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Ulema must undo extremist narrative of religion: PM

March 12, 2017

LAHORE: Prime Minis­ter Nawaz Sharif visited a prominent seminary on Saturday to enlist clerics’ help in combating the menace of terrorism, asking them to reject in forceful terms all the religious decrees that incite violence in clear misinterpretation of Islam — the religion of peace.

“Hate is being spread in the name of religion and it is the duty of the ulema to free it from hate and violence. One way of doing that is to reject all those fatwas that incite violence, [and] only the ulema can do it,” said the prime minister while addressing a seminar at Jamia Naeemia.

The seminary in Garhi Shahu is one of the first institutions in the country to have been targeted by terrorists with its principal among those who lost their lives in the incident. The terrorist attack occurred after Allama Dr Sarfraz Ahmed Naeemi, the principal, issued a fatwa against terrorists, the banned Tehreek-i-Taliban Pakistan, in particular.


Police told to improve their image among people


“We need to ask ourselves if seminaries are producing faithful and peaceful believers or flag-bearers of various sects, causing divisions in the nation and society in the name of religion,” Mr Sharif wondered.

He promised that the “few remaining militants” would not be spared. The government, he said, had brought the political leadership, the army, the police and other law enforcement agencies on the same page as far as dealing with terrorism and terrorists was concerned.

“Peace is not far off, especially if the ulema extend a helping hand,” he said, adding that religious scholars should play a proactive role in building an alternative narrative of Islam that promoted peace and harmony.

The religion has been held hostage by hate-mongers, he said.

Strengthening of democracy

While terrorism was mentioned by the premier as something posing a threat to the state, on a different note he emphasised the need for strengthening of democratic rule in the country.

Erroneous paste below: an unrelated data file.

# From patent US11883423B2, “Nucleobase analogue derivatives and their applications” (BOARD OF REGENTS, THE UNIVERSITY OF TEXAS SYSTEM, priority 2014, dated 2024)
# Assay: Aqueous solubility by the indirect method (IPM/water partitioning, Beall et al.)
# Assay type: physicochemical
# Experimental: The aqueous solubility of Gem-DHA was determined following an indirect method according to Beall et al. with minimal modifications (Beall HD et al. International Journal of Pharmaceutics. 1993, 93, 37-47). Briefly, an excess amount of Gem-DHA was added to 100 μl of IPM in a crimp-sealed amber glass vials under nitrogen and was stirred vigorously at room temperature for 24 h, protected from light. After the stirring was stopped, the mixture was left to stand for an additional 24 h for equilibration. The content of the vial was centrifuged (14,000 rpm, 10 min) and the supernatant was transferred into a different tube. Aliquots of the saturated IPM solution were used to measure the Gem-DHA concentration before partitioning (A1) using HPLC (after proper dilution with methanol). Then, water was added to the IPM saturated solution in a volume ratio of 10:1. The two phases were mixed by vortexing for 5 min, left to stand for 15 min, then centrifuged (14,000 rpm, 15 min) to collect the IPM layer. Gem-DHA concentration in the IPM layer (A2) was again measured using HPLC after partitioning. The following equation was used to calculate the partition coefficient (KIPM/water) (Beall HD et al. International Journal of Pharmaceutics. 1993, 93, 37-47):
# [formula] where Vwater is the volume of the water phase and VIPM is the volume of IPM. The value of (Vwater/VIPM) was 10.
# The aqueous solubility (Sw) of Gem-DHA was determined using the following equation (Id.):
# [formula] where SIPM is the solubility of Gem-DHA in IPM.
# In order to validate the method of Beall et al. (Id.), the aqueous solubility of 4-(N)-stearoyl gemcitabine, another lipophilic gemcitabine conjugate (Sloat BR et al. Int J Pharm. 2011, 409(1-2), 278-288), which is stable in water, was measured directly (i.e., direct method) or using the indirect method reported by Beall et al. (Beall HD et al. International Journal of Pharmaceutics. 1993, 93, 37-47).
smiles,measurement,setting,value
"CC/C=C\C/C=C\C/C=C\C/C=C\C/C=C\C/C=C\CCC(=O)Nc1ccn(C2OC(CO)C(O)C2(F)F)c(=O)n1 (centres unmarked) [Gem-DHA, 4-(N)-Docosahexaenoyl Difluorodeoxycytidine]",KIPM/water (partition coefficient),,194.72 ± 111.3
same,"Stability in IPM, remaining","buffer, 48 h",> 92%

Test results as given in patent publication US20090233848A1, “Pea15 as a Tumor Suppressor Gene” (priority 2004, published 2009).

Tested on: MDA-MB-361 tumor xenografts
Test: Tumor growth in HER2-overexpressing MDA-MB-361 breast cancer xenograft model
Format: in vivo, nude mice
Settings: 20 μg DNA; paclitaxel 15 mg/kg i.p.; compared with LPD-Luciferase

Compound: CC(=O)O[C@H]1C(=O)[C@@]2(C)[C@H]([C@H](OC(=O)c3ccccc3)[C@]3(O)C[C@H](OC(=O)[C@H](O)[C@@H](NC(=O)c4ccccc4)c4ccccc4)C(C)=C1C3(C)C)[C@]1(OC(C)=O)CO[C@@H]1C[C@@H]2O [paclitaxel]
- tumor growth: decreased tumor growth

During a visit to the Central Police Office earlier in the day, Mr Sharif urged the nation not to allow any attempts to derail the democratic system in order to ensure uninterrupted deve­lop­ment and progress of national institutions.

Inaugurating a digitisation initiative by the police department, he lauded the IT-based reforms introduced by the Punjab police. “Our country has seen the discontinuation [of democracy] and many [military] people have tried to impose their will but failed. [Because of this] Roads were damaged and loadshedding continues to haunt the people. National institutions worsened while the infrastructure was damaged,” he said in an indirect reference to the Musharraf era.

At Jamia Naeemia, a seminary considered to have close ties with the Sharifs, the prime minister said that Islam is [a religion of] peace. However, of late, its name has been misused to “spread hate and violence”, while the holy concept of jihad had been hijacked by miscreants.

“Terrorists draw their strength from an extremist interpretation of religion which only the ulema can trounce by building an alternative, rather the true, narrative of peace and love,” he told his audience, which mainly comprised religious scholars.

At the police office, PM Sharif congratulated the Pakistan army, the Rangers, police and cricket authorities for successfully holding the PSL final match in Lahore despite threats of terrorism.

“We were told not to hold the match but we did. Steps [that are] in the best interest of the country should always be taken. The entire nation was on one side and a few were on the other,” he said, in a thinly-veiled reference to Imran Khan’s stance on holding the final.

The prime minister noted, however, that most people were not happy with the police and that there needed to be a way to check their performance. Most people in the country do not believe that the police would help the poor, he said.

Police authorities must change this image by promoting a culture of sympathy and decency in police stations, he said, urging the officials to promote the perception that police stations were centres of protection for the weak.

He conceded that the police, in most cases, managed to arrest criminals but the conviction rate continued to plummet because of faulty investigations that led to acquittal of the culprits.

“Train your investigation staff at the district and tehsil levels on modern lines and recruit law graduates as your investigators through the public service commission,” he said.

Published in Dawn, March 12th, 2017